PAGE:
Despite continuous setbacks, women are more economically powerful in America than ever before. This is a prime opportunity for banks to capitalize on women’s unique banking demands, both as customers and in terms of employment.

Women were disproportionately impacted by the coronavirus pandemic, causing a further growth in gender financial disparities. Unemployment among women increased compared to men, according to a study by the UN Capital Development Fund; additionally, millions of women left the workforce to prioritize caregiving responsibilities.

The pandemic comes in the midst of what is expected to be the greatest wealth transfer in history that is expected to occur in the next decade. More than $30 trillion of wealth could be passed from baby boomers to their children and heirs. Women’s share of private wealth is expected to grow dramatically.

Additionally, women own and operate two-fifths of small to mid-sized businesses – yet 70% of them still have unserved or underserved credit needs, according to a recent IDB Group study. And more than two-thirds of female entrepreneurs are opening businesses because they see clear business opportunities, not just out of necessity.

The economic tables are turning. Women are now the primary breadwinners in the United States and now earn the lion’s share of household income overall compared to any other banking demographic. Nearly two-thirds of mothers last year were either breadwinners or for their families. More that 40% of women are working mothers whose income makes up at least half of their family’s total income.

For women in America, one size does not fit all. Financial inclusion – which extends far beyond a bank account – leads to economic empowerment. But “bank accounts can be powerful tools in the hands of women who are determined to take more control over their lives,” says Greta Bull, former CEO of the Consultative Group to Assist the Poor. So, let’s start there.

How Banks Can Capitalize
How well do the current banking conditions look, given that women control of more dollars than ever before? As the new default users of financial products and services, women are making spending decisions – lots of them.

It’s not enough for banks to use targeted marketing that features bright-colored content and fancy font types. Those and other stereotypically feminine marketing strategies are never going to work, especially when it comes to banking.

The problem isn’t that women aren’t being exposed to attempts from banks to acquire new customers. From my personal experience navigating the banking industry as a female customer, I can say it’s actually very much the opposite. I am constantly bombarded by the same cookie-cutter attempts to draw my attention to the same untailored banking products or services over and over again.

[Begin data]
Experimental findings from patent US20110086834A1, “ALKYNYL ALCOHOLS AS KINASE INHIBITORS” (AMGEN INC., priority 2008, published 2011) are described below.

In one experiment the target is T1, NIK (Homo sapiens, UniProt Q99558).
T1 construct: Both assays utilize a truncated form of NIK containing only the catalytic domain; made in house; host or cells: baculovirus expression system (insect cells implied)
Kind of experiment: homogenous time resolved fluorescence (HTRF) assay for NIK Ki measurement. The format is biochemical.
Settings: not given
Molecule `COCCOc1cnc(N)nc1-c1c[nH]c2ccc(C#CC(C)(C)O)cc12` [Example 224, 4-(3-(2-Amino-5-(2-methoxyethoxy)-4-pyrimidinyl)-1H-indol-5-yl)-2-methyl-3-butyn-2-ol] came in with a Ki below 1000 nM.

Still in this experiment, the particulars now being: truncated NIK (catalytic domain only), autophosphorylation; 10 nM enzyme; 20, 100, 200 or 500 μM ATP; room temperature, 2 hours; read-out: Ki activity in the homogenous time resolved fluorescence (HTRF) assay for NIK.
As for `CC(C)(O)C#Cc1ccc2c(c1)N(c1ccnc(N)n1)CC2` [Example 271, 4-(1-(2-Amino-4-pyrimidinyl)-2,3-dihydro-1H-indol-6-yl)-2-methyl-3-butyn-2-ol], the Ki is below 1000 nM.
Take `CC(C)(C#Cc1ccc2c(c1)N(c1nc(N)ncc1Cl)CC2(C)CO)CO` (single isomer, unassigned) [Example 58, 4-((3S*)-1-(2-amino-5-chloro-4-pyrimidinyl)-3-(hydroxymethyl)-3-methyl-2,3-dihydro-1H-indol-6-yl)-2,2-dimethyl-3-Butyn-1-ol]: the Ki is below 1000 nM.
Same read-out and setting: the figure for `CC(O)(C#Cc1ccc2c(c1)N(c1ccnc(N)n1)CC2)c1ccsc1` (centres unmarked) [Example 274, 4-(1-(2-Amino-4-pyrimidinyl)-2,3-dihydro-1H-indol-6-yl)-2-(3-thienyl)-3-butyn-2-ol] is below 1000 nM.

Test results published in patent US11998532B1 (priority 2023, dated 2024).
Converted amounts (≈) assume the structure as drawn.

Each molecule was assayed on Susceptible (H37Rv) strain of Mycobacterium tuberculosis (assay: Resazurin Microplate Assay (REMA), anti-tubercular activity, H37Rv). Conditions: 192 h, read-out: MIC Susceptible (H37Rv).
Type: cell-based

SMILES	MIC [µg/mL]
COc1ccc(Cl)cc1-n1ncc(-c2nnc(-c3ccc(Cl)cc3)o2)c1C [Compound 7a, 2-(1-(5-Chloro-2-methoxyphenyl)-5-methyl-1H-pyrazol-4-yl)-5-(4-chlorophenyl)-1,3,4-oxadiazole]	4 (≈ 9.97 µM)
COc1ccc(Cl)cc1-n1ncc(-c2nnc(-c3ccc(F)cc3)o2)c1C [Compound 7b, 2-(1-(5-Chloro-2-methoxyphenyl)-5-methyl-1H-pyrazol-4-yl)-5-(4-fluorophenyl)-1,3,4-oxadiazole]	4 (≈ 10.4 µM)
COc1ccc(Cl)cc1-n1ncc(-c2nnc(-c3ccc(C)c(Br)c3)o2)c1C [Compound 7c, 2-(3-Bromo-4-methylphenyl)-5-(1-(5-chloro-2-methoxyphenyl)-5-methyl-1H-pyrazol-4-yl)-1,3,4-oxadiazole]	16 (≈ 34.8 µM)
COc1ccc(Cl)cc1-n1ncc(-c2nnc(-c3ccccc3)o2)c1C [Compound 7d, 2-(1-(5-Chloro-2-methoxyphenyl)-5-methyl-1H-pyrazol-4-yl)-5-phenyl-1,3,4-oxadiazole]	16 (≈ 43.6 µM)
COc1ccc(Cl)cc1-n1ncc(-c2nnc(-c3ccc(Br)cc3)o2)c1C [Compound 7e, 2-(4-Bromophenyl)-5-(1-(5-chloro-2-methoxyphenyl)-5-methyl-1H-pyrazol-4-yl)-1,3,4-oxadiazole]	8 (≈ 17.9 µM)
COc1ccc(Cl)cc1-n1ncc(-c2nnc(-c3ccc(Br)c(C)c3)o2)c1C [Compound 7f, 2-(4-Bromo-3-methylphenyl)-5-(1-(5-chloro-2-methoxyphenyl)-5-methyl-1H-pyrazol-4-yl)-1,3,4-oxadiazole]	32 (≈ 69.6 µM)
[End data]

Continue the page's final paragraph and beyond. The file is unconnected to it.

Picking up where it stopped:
The problem is that banks aren’t offering anything that meets the needs and preferences of the female demographic. They need to systematically rethink their banking practices and how they address the users of their banking services.

It’s estimated that more than 3 million women are seeking restart opportunities. Several consultancies focused on restarts – such as Apru00e8s, iRelaunch, and reacHIRE – have launched in the last few years. These companies, and others, help financial institutions and other organizations develop restart channels within their inclusion programs and help identify candidates. Banks are also launching financial products and services tailored to the specific needs of women entrepreneurs, as they increase the quality of their portfolio while having a social impact.

“What [these banks] offer ranges from women-targeted loans for working capital and investments to credit cards, housing loans, programmed savings, checking accounts and insurance products. This offering is further complemented by non-financial services including networking events for women entrepreneurs and training programs,” the IDB Invest wrote in a piece about how banks can attract more female customers. “Given women’s comparatively better savings behavior, demonstrated loyalty to banks and lower credit risk, many banks aspire to be the financial institution of choice for women in the region.”

These banks are on the right track. Women won’t enjoy doing business with any financial institution that considers men their default user. It is time to change the dynamic between women and banks. It is urgent that banks act on this as soon as possible if they desire the greatest return from investing in diversity and inclusion programs. They need to embed actionable plans that create more financial inclusion for women as part of their long-term business strategies.

A ‘Call to Action’ mindset will drive diversity within firms to showcase more tech innovations and increase productivity. The more that women work, the more economies grow. Simply put, women’s economic equality is not only right – it’s good for business.


Debi Roy